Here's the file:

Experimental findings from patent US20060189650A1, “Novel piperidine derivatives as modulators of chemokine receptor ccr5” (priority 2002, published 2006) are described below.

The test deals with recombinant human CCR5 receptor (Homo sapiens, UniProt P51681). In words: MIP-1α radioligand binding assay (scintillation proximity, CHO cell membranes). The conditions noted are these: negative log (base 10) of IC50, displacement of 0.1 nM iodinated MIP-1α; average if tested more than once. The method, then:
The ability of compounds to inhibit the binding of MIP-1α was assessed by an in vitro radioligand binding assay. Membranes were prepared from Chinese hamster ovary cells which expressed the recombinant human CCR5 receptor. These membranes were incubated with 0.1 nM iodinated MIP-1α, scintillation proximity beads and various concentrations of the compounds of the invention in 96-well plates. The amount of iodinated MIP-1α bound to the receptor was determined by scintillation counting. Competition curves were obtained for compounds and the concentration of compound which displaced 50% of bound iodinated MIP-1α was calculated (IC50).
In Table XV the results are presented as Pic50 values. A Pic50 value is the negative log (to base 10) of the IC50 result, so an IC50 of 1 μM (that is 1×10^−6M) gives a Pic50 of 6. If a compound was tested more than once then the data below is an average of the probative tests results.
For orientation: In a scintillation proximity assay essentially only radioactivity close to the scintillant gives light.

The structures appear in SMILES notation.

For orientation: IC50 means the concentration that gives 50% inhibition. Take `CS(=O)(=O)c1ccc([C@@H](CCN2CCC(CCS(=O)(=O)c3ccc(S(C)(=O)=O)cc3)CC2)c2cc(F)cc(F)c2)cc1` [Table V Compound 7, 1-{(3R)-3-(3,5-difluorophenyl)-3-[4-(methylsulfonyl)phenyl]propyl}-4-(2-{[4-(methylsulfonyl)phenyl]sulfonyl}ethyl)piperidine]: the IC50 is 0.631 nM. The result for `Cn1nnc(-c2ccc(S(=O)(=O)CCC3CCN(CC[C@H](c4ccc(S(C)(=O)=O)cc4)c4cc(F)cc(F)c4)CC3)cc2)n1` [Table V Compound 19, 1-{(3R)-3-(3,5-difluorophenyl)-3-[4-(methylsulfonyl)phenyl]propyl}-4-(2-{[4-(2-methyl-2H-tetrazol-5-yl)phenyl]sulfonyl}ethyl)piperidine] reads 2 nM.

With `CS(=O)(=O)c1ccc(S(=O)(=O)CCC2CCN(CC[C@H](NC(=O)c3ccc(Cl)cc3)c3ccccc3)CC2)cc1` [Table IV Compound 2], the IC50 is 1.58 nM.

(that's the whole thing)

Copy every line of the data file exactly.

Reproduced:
Experimental findings from patent US20060189650A1, “Novel piperidine derivatives as modulators of chemokine receptor ccr5” (priority 2002, published 2006) are described below.

The test deals with recombinant human CCR5 receptor (Homo sapiens, UniProt P51681). In words: MIP-1α radioligand binding assay (scintillation proximity, CHO cell membranes). The conditions noted are these: negative log (base 10) of IC50, displacement of 0.1 nM iodinated MIP-1α; average if tested more than once. The method, then:
The ability of compounds to inhibit the binding of MIP-1α was assessed by an in vitro radioligand binding assay. Membranes were prepared from Chinese hamster ovary cells which expressed the recombinant human CCR5 receptor. These membranes were incubated with 0.1 nM iodinated MIP-1α, scintillation proximity beads and various concentrations of the compounds of the invention in 96-well plates. The amount of iodinated MIP-1α bound to the receptor was determined by scintillation counting. Competition curves were obtained for compounds and the concentration of compound which displaced 50% of bound iodinated MIP-1α was calculated (IC50).
In Table XV the results are presented as Pic50 values. A Pic50 value is the negative log (to base 10) of the IC50 result, so an IC50 of 1 μM (that is 1×10^−6M) gives a Pic50 of 6. If a compound was tested more than once then the data below is an average of the probative tests results.
For orientation: In a scintillation proximity assay essentially only radioactivity close to the scintillant gives light.

The structures appear in SMILES notation.

For orientation: IC50 means the concentration that gives 50% inhibition. Take `CS(=O)(=O)c1ccc([C@@H](CCN2CCC(CCS(=O)(=O)c3ccc(S(C)(=O)=O)cc3)CC2)c2cc(F)cc(F)c2)cc1` [Table V Compound 7, 1-{(3R)-3-(3,5-difluorophenyl)-3-[4-(methylsulfonyl)phenyl]propyl}-4-(2-{[4-(methylsulfonyl)phenyl]sulfonyl}ethyl)piperidine]: the IC50 is 0.631 nM. The result for `Cn1nnc(-c2ccc(S(=O)(=O)CCC3CCN(CC[C@H](c4ccc(S(C)(=O)=O)cc4)c4cc(F)cc(F)c4)CC3)cc2)n1` [Table V Compound 19, 1-{(3R)-3-(3,5-difluorophenyl)-3-[4-(methylsulfonyl)phenyl]propyl}-4-(2-{[4-(2-methyl-2H-tetrazol-5-yl)phenyl]sulfonyl}ethyl)piperidine] reads 2 nM.

With `CS(=O)(=O)c1ccc(S(=O)(=O)CCC2CCN(CC[C@H](NC(=O)c3ccc(Cl)cc3)c3ccccc3)CC2)cc1` [Table IV Compound 2], the IC50 is 1.58 nM.